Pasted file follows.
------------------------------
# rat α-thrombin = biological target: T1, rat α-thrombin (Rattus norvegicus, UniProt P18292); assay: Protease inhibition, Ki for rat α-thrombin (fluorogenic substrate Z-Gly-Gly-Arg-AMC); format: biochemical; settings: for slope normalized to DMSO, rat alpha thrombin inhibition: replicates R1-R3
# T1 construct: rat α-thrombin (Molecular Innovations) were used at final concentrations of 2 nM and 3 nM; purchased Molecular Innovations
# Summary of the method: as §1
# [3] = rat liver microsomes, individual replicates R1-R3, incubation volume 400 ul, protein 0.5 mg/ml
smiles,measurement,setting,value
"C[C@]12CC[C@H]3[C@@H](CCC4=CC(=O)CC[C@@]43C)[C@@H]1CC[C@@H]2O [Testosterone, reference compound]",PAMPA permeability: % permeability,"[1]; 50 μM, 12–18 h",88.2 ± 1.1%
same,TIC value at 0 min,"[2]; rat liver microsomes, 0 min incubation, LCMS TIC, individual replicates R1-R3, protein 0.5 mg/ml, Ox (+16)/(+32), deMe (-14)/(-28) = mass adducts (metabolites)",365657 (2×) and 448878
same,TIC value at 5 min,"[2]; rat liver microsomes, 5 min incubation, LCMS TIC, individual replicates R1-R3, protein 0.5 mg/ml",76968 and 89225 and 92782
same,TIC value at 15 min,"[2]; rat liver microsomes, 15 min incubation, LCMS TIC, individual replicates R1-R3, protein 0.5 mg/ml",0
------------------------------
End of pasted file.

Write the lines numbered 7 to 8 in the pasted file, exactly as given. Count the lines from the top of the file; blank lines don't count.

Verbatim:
same,TIC value at 0 min,"[2]; rat liver microsomes, 0 min incubation, LCMS TIC, individual replicates R1-R3, protein 0.5 mg/ml, Ox (+16)/(+32), deMe (-14)/(-28) = mass adducts (metabolites)",365657 (2×) and 448878
same,TIC value at 5 min,"[2]; rat liver microsomes, 5 min incubation, LCMS TIC, individual replicates R1-R3, protein 0.5 mg/ml",76968 and 89225 and 92782